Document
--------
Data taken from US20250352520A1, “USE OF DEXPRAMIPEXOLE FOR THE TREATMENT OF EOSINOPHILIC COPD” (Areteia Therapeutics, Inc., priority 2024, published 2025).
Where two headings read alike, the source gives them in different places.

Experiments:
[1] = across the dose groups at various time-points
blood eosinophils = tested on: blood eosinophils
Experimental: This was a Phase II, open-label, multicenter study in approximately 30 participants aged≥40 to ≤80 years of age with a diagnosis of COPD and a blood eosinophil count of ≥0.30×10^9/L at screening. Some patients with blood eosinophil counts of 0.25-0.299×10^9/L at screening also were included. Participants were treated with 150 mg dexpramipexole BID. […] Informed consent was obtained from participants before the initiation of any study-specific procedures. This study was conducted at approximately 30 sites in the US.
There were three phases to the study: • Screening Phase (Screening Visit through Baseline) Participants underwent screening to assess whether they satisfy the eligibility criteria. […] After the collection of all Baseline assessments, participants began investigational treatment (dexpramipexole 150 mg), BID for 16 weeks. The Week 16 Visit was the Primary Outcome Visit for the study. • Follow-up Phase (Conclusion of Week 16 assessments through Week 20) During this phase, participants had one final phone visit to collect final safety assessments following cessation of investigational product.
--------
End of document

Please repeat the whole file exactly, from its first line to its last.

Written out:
Data taken from US20250352520A1, “USE OF DEXPRAMIPEXOLE FOR THE TREATMENT OF EOSINOPHILIC COPD” (Areteia Therapeutics, Inc., priority 2024, published 2025).
Where two headings read alike, the source gives them in different places.

Experiments:
[1] = across the dose groups at various time-points
blood eosinophils = tested on: blood eosinophils
Experimental: This was a Phase II, open-label, multicenter study in approximately 30 participants aged≥40 to ≤80 years of age with a diagnosis of COPD and a blood eosinophil count of ≥0.30×10^9/L at screening. Some patients with blood eosinophil counts of 0.25-0.299×10^9/L at screening also were included. Participants were treated with 150 mg dexpramipexole BID. […] Informed consent was obtained from participants before the initiation of any study-specific procedures. This study was conducted at approximately 30 sites in the US.
There were three phases to the study: • Screening Phase (Screening Visit through Baseline) Participants underwent screening to assess whether they satisfy the eligibility criteria. […] After the collection of all Baseline assessments, participants began investigational treatment (dexpramipexole 150 mg), BID for 16 weeks. The Week 16 Visit was the Primary Outcome Visit for the study. • Follow-up Phase (Conclusion of Week 16 assessments through Week 20) During this phase, participants had one final phone visit to collect final safety assessments following cessation of investigational product.